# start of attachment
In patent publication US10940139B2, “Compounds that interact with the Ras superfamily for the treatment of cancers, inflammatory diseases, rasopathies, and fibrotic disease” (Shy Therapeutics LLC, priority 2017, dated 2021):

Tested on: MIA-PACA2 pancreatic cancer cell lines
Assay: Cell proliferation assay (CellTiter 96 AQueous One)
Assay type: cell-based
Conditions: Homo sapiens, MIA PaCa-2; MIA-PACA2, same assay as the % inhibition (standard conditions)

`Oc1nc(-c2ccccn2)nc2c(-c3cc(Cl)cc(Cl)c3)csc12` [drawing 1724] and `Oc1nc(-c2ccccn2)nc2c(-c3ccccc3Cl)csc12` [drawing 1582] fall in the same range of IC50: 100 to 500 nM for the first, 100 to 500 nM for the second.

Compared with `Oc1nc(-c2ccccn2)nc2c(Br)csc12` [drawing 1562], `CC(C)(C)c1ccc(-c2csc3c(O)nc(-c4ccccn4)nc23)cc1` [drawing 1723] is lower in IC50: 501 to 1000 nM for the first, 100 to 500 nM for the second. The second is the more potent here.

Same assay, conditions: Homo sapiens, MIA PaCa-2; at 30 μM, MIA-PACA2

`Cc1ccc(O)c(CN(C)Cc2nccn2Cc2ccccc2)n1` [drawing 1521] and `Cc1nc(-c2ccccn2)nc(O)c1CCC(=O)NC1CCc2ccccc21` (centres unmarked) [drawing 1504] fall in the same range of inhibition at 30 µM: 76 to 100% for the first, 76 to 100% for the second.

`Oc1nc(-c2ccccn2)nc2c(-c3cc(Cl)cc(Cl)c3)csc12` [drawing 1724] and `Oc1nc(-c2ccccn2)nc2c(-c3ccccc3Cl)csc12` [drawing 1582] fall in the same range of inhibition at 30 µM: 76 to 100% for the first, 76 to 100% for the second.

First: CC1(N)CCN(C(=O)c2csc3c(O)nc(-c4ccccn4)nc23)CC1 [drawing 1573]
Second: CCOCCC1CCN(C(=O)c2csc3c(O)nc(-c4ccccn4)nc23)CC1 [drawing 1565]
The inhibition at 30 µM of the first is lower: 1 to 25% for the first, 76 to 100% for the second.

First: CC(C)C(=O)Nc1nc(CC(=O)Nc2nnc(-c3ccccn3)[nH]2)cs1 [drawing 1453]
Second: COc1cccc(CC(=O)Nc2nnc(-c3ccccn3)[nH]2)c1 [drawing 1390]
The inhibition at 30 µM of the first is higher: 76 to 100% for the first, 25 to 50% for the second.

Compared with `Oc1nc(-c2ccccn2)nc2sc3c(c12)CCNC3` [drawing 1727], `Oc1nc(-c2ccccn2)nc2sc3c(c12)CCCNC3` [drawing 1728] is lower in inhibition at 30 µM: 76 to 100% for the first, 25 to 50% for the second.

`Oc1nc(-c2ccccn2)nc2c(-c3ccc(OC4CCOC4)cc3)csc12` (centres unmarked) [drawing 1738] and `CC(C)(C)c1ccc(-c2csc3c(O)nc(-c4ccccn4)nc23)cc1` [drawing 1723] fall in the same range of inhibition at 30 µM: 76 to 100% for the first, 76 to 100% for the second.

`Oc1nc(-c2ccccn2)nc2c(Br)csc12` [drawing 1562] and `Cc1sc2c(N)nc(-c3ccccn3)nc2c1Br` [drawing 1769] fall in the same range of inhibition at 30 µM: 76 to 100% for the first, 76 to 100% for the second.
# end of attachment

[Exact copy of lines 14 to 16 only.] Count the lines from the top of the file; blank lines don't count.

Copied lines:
First: CC(C)C(=O)Nc1nc(CC(=O)Nc2nnc(-c3ccccn3)[nH]2)cs1 [drawing 1453]
Second: COc1cccc(CC(=O)Nc2nnc(-c3ccccn3)[nH]2)c1 [drawing 1390]
The inhibition at 30 µM of the first is higher: 76 to 100% for the first, 25 to 50% for the second.